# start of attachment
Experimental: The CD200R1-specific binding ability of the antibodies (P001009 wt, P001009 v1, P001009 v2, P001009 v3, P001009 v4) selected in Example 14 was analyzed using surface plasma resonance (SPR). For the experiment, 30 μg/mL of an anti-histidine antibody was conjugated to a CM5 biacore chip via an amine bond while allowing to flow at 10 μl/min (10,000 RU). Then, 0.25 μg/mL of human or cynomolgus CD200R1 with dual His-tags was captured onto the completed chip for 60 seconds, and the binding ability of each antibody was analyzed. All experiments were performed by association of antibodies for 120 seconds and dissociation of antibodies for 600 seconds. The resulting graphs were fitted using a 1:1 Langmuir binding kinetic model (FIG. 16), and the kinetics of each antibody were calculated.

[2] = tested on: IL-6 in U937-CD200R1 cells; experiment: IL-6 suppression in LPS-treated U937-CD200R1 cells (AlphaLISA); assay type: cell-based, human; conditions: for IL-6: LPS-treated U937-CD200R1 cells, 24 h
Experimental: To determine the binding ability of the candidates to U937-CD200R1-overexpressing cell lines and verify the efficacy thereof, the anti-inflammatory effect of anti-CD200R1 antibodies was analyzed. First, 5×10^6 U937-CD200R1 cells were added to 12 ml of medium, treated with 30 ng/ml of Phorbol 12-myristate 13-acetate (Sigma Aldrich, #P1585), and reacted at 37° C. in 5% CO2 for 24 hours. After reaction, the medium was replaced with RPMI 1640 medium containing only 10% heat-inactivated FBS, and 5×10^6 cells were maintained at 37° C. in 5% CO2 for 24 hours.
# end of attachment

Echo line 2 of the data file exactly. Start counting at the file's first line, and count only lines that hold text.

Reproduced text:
[2] = tested on: IL-6 in U937-CD200R1 cells; experiment: IL-6 suppression in LPS-treated U937-CD200R1 cells (AlphaLISA); assay type: cell-based, human; conditions: for IL-6: LPS-treated U937-CD200R1 cells, 24 h